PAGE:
By Sarah Mac Donald - 07 May, 2016
A woman who left Rwanda in the aftermath of the genocide of 1994 and settled in Ireland has been honoured with the Dóchas Global Citizen of the Year award.
Colette Nkunda joined Misean Cara two years ago and currently works to develop the skills and capacities of members in over 50 countries.
She shares her vast experience with the wider NGO sector as Vice-Chair of the Dóchas HIV and AIDS working group.
Born and raised in Rwanda, the panic, anguish, fear and loss of 1994, forced Colette to find a new home.
And so, she arrived on Irish shores, determined to carve out a new path.
Shortly after her arrival in Ireland from Rwanda, she quickly took up work with Trócaire, working in close collaboration with Irish missionaries in Nigeria, the Democratic Republic of the Congo, Sierra Leone, Haiti and Brazil.
She pioneered new programmes in solidarity with local grass root partners, ensuring sustainability by developing capacities and relationships.
Her personal experience of genocide and conflict prompted her to join the team at the Glencree Centre for Peace and Reconciliation, designing programmes for communities in conflict in Mali and Palestine amongst others.
Responding to the news that Colette Nkunda had won the award, co-workers at Misean Cara paid tribute to her.
“Colette is one of the most valuable members of our team. This is a hugely deserved win, and recognition of Colette’s achievements and contribution to development,” Misean Cara CEO Heydi Foster said.
She said she has excelled from the first day she started work helping to develop the capacity of Misean Cara members in Ireland and around the world.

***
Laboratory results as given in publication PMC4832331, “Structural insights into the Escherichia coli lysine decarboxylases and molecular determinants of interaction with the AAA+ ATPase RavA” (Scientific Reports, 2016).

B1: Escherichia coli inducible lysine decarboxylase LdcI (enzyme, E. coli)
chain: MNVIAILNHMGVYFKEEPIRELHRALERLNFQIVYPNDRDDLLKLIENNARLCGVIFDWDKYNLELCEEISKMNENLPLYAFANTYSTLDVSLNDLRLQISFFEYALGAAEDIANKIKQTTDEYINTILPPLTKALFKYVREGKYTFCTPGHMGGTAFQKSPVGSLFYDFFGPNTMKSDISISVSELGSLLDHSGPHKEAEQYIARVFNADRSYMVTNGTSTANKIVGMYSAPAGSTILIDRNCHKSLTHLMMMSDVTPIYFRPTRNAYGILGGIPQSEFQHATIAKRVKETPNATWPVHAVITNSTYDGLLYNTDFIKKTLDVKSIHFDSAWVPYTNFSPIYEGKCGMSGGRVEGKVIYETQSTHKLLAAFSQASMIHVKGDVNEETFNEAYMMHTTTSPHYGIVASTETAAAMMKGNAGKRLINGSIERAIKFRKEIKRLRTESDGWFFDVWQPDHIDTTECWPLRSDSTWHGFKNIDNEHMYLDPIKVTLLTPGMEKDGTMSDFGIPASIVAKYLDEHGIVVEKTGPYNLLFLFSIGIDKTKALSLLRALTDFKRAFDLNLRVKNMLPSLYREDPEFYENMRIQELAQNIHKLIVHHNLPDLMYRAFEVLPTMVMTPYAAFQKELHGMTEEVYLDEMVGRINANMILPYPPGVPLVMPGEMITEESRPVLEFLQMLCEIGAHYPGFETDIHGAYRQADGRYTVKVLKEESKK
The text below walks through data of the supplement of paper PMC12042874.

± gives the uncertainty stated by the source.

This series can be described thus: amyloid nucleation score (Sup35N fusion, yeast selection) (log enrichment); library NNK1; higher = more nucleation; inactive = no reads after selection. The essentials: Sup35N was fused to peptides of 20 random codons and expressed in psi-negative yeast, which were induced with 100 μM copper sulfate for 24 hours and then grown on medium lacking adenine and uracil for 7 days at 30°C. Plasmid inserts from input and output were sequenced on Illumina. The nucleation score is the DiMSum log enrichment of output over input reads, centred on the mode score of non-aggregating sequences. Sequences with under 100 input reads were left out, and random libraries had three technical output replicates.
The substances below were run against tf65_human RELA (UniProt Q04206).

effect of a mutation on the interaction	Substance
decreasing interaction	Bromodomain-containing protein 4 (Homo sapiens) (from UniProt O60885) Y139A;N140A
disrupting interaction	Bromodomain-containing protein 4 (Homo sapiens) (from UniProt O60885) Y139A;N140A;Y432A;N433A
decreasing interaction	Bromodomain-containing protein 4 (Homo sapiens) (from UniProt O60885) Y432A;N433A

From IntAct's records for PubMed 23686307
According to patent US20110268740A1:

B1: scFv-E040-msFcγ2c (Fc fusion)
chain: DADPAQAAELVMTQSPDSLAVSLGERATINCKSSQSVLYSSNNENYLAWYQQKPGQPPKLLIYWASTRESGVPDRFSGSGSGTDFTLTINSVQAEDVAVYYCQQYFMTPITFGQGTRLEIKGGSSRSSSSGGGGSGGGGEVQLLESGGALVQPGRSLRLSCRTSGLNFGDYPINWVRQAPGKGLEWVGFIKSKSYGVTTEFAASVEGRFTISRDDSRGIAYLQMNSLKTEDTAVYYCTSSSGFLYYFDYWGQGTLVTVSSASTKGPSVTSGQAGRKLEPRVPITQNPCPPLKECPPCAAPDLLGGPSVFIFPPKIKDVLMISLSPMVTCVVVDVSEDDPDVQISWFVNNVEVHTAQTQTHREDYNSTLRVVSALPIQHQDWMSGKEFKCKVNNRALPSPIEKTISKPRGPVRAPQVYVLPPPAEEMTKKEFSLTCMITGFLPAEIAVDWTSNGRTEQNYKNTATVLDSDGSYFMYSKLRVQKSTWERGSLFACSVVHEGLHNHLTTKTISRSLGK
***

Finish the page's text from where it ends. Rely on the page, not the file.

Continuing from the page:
“There is no question in my mind that Colette will use this award as a platform to make a difference, and speak out on a number of challenges affecting our world.”
Heydi Foster continued, “One of the added bonuses of having Colette be part of our team is her ability to see potential in her work, and the people she works with. She has been instrumental in several projects in our organisation, and responding to the needs of our members.”
“Outspoken and a true leader, she has taken a number of staff under her wing. Colette shares her experience, and guides junior members of staff encouraging them to reach their full potential. This quiet honestly is something that cannot be bought or taught, mentoring is an inherent part of her nature, character and personality,” Heydi Foster said.
This week, President Michael D Higgins met the winner of the Global Citizen of the Year Award after his keynote speech at the 2016 Irish Summit on the Sustainable Development Goals at Croke Park.
International and domestic NGOs, government representatives, environmental groups, activists, civil society and private sector organisations all convened for the summit on the Sustainable Development Goals (SDGs).
This follows a major global agreement by world leaders who signed up to these goals in 2015 through negotiations which were co-chaired by Ireland.
The Summit looked at how the Irish government and civil society can play its role in achieving these goals – to end extreme poverty and tackle climate change in Ireland and around the world by the year 2030.
It has a particular relevance to the ongoing migrant crisis and tackling the root causes– poverty, inequality, conflict and climate change.